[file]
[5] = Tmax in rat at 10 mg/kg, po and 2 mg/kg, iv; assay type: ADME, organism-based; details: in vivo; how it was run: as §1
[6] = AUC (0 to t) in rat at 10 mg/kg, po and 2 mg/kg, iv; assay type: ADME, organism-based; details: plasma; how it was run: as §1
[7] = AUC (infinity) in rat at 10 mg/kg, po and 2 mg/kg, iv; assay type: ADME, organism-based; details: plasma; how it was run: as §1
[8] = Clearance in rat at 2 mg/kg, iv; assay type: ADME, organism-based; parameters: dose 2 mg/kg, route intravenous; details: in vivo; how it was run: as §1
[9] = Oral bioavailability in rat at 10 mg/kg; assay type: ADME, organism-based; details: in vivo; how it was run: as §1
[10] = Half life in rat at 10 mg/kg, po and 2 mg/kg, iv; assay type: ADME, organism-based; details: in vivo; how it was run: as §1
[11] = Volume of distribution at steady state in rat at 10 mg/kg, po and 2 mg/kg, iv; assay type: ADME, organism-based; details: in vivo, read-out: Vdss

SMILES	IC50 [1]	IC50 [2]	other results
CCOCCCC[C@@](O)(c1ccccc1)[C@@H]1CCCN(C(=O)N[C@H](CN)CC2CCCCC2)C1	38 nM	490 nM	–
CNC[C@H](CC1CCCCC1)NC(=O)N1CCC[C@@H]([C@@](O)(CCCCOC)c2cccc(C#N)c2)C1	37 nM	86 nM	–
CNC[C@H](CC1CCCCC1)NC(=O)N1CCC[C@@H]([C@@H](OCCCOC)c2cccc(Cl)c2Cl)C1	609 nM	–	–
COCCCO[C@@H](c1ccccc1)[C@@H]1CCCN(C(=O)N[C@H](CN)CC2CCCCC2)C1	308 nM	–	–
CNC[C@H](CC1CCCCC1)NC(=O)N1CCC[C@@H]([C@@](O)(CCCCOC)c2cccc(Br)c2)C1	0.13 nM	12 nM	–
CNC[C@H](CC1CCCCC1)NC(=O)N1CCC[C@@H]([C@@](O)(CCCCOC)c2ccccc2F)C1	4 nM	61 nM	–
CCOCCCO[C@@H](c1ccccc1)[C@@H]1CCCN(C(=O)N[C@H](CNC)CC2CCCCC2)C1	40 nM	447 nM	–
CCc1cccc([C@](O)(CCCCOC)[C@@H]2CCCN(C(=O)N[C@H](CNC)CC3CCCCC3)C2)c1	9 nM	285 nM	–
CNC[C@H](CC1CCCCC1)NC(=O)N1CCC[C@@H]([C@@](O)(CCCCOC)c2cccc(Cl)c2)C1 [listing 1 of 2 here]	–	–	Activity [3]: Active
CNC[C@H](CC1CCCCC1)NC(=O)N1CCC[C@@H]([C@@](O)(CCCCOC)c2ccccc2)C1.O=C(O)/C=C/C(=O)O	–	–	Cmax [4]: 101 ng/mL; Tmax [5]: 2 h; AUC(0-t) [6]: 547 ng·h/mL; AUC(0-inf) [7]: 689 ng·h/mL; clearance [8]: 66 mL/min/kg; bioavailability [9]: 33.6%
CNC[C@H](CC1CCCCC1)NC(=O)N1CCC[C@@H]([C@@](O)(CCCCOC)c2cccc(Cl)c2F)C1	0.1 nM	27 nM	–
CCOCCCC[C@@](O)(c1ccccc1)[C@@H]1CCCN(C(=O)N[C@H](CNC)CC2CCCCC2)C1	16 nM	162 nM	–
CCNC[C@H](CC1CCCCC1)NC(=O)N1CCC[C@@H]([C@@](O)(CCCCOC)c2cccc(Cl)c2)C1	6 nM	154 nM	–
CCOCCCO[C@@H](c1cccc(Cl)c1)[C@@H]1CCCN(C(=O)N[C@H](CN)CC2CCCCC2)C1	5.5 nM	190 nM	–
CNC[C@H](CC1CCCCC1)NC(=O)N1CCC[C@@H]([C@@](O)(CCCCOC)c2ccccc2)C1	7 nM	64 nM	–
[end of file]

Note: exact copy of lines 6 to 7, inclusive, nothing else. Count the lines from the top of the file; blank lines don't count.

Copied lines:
[10] = Half life in rat at 10 mg/kg, po and 2 mg/kg, iv; assay type: ADME, organism-based; details: in vivo; how it was run: as §1
[11] = Volume of distribution at steady state in rat at 10 mg/kg, po and 2 mg/kg, iv; assay type: ADME, organism-based; details: in vivo, read-out: Vdss